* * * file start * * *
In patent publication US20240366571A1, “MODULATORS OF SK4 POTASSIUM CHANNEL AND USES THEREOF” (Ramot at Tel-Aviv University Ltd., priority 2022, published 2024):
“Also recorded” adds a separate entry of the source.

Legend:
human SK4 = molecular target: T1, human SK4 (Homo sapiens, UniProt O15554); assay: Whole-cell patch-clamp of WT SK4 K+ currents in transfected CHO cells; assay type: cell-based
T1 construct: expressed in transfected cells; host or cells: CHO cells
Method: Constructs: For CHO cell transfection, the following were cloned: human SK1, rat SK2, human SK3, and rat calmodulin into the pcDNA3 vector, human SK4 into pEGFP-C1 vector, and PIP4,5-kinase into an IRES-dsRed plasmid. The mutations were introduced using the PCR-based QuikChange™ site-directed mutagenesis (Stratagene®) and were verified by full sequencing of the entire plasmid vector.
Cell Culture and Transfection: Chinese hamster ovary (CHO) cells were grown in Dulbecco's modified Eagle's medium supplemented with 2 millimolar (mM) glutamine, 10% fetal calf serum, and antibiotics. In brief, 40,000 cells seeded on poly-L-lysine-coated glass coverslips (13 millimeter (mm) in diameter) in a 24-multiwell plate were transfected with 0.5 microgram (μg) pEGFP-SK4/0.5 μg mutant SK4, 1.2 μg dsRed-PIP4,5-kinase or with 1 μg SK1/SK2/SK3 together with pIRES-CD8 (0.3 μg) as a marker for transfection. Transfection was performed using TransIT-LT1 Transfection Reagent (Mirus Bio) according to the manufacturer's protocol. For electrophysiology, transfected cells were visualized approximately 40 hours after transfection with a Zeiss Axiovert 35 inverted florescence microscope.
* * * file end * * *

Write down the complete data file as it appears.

In patent publication US20240366571A1, “MODULATORS OF SK4 POTASSIUM CHANNEL AND USES THEREOF” (Ramot at Tel-Aviv University Ltd., priority 2022, published 2024):
“Also recorded” adds a separate entry of the source.

Legend:
human SK4 = molecular target: T1, human SK4 (Homo sapiens, UniProt O15554); assay: Whole-cell patch-clamp of WT SK4 K+ currents in transfected CHO cells; assay type: cell-based
T1 construct: expressed in transfected cells; host or cells: CHO cells
Method: Constructs: For CHO cell transfection, the following were cloned: human SK1, rat SK2, human SK3, and rat calmodulin into the pcDNA3 vector, human SK4 into pEGFP-C1 vector, and PIP4,5-kinase into an IRES-dsRed plasmid. The mutations were introduced using the PCR-based QuikChange™ site-directed mutagenesis (Stratagene®) and were verified by full sequencing of the entire plasmid vector.
Cell Culture and Transfection: Chinese hamster ovary (CHO) cells were grown in Dulbecco's modified Eagle's medium supplemented with 2 millimolar (mM) glutamine, 10% fetal calf serum, and antibiotics. In brief, 40,000 cells seeded on poly-L-lysine-coated glass coverslips (13 millimeter (mm) in diameter) in a 24-multiwell plate were transfected with 0.5 microgram (μg) pEGFP-SK4/0.5 μg mutant SK4, 1.2 μg dsRed-PIP4,5-kinase or with 1 μg SK1/SK2/SK3 together with pIRES-CD8 (0.3 μg) as a marker for transfection. Transfection was performed using TransIT-LT1 Transfection Reagent (Mirus Bio) according to the manufacturer's protocol. For electrophysiology, transfected cells were visualized approximately 40 hours after transfection with a Zeiss Axiovert 35 inverted florescence microscope.